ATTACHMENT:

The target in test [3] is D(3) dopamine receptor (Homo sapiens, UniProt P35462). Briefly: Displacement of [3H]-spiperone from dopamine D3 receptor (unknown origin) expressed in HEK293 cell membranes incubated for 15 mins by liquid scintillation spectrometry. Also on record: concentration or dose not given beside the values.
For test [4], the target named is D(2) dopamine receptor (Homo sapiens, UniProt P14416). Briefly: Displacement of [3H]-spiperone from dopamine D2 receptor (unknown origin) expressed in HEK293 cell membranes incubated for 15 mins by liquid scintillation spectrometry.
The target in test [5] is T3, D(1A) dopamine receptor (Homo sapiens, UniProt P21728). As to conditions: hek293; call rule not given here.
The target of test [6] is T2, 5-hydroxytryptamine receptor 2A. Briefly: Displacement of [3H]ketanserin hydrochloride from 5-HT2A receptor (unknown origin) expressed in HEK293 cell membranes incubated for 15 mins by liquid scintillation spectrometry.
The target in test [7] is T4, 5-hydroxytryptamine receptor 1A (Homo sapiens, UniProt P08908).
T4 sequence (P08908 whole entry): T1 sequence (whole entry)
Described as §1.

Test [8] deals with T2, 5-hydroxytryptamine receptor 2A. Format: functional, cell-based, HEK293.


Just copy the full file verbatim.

The target in test [3] is D(3) dopamine receptor (Homo sapiens, UniProt P35462). Briefly: Displacement of [3H]-spiperone from dopamine D3 receptor (unknown origin) expressed in HEK293 cell membranes incubated for 15 mins by liquid scintillation spectrometry. Also on record: concentration or dose not given beside the values.
For test [4], the target named is D(2) dopamine receptor (Homo sapiens, UniProt P14416). Briefly: Displacement of [3H]-spiperone from dopamine D2 receptor (unknown origin) expressed in HEK293 cell membranes incubated for 15 mins by liquid scintillation spectrometry.
The target in test [5] is T3, D(1A) dopamine receptor (Homo sapiens, UniProt P21728). As to conditions: hek293; call rule not given here.
The target of test [6] is T2, 5-hydroxytryptamine receptor 2A. Briefly: Displacement of [3H]ketanserin hydrochloride from 5-HT2A receptor (unknown origin) expressed in HEK293 cell membranes incubated for 15 mins by liquid scintillation spectrometry.
The target in test [7] is T4, 5-hydroxytryptamine receptor 1A (Homo sapiens, UniProt P08908).
T4 sequence (P08908 whole entry): T1 sequence (whole entry)
Described as §1.

Test [8] deals with T2, 5-hydroxytryptamine receptor 2A. Format: functional, cell-based, HEK293.